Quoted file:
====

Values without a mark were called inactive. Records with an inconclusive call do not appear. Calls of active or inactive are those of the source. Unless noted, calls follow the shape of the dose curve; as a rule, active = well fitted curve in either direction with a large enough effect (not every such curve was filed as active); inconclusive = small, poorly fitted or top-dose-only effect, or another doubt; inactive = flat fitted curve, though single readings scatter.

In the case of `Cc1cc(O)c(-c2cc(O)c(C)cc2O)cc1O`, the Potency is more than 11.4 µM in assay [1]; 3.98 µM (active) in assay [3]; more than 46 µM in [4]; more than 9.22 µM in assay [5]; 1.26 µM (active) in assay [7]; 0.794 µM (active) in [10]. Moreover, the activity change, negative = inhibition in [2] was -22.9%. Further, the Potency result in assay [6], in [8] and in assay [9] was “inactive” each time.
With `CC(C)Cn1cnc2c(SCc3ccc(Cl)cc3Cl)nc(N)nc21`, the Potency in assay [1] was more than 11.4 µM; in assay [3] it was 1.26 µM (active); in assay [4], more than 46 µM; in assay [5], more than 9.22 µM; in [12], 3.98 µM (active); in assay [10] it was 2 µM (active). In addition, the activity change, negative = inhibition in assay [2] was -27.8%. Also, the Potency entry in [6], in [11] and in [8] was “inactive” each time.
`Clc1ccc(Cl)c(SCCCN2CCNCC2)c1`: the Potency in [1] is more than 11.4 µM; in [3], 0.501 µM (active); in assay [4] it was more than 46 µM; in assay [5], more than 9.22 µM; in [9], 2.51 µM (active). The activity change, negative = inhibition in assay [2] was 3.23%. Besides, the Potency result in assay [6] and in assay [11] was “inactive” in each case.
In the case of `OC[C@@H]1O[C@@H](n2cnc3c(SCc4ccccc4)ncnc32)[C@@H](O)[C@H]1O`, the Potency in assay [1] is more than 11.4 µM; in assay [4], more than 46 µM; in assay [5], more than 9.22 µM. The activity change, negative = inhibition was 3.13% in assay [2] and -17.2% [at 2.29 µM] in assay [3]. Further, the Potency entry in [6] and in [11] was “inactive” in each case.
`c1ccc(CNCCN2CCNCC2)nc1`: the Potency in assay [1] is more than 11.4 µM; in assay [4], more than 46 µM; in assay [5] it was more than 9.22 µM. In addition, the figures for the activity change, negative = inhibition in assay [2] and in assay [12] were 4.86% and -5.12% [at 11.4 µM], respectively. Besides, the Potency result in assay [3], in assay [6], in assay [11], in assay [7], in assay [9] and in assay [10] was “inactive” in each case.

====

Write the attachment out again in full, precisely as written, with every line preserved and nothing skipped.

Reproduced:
Values without a mark were called inactive. Records with an inconclusive call do not appear. Calls of active or inactive are those of the source. Unless noted, calls follow the shape of the dose curve; as a rule, active = well fitted curve in either direction with a large enough effect (not every such curve was filed as active); inconclusive = small, poorly fitted or top-dose-only effect, or another doubt; inactive = flat fitted curve, though single readings scatter.

In the case of `Cc1cc(O)c(-c2cc(O)c(C)cc2O)cc1O`, the Potency is more than 11.4 µM in assay [1]; 3.98 µM (active) in assay [3]; more than 46 µM in [4]; more than 9.22 µM in assay [5]; 1.26 µM (active) in assay [7]; 0.794 µM (active) in [10]. Moreover, the activity change, negative = inhibition in [2] was -22.9%. Further, the Potency result in assay [6], in [8] and in assay [9] was “inactive” each time.
With `CC(C)Cn1cnc2c(SCc3ccc(Cl)cc3Cl)nc(N)nc21`, the Potency in assay [1] was more than 11.4 µM; in assay [3] it was 1.26 µM (active); in assay [4], more than 46 µM; in assay [5], more than 9.22 µM; in [12], 3.98 µM (active); in assay [10] it was 2 µM (active). In addition, the activity change, negative = inhibition in assay [2] was -27.8%. Also, the Potency entry in [6], in [11] and in [8] was “inactive” each time.
`Clc1ccc(Cl)c(SCCCN2CCNCC2)c1`: the Potency in [1] is more than 11.4 µM; in [3], 0.501 µM (active); in assay [4] it was more than 46 µM; in assay [5], more than 9.22 µM; in [9], 2.51 µM (active). The activity change, negative = inhibition in assay [2] was 3.23%. Besides, the Potency result in assay [6] and in assay [11] was “inactive” in each case.
In the case of `OC[C@@H]1O[C@@H](n2cnc3c(SCc4ccccc4)ncnc32)[C@@H](O)[C@H]1O`, the Potency in assay [1] is more than 11.4 µM; in assay [4], more than 46 µM; in assay [5], more than 9.22 µM. The activity change, negative = inhibition was 3.13% in assay [2] and -17.2% [at 2.29 µM] in assay [3]. Further, the Potency entry in [6] and in [11] was “inactive” in each case.
`c1ccc(CNCCN2CCNCC2)nc1`: the Potency in assay [1] is more than 11.4 µM; in assay [4], more than 46 µM; in assay [5] it was more than 9.22 µM. In addition, the figures for the activity change, negative = inhibition in assay [2] and in assay [12] were 4.86% and -5.12% [at 11.4 µM], respectively. Besides, the Potency result in assay [3], in assay [6], in assay [11], in assay [7], in assay [9] and in assay [10] was “inactive” in each case.